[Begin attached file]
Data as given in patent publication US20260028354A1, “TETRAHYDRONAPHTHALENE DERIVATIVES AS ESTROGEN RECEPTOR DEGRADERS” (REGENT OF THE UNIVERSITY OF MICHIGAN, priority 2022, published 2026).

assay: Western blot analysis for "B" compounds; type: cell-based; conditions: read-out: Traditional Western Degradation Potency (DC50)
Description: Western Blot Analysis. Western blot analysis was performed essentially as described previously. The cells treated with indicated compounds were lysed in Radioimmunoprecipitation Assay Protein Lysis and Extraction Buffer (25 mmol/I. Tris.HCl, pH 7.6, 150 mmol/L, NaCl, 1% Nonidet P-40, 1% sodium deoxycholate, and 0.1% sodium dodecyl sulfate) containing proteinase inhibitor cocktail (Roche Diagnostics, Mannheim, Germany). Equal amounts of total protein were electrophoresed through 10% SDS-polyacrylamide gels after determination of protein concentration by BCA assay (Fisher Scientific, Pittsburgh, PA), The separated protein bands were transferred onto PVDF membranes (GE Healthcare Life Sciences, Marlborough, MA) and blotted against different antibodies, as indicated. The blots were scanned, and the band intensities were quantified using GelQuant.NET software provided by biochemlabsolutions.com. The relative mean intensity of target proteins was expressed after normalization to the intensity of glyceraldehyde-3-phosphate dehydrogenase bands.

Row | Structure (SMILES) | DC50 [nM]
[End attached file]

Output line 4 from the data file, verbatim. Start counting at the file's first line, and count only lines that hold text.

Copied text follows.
Row | Structure (SMILES) | DC50 [nM]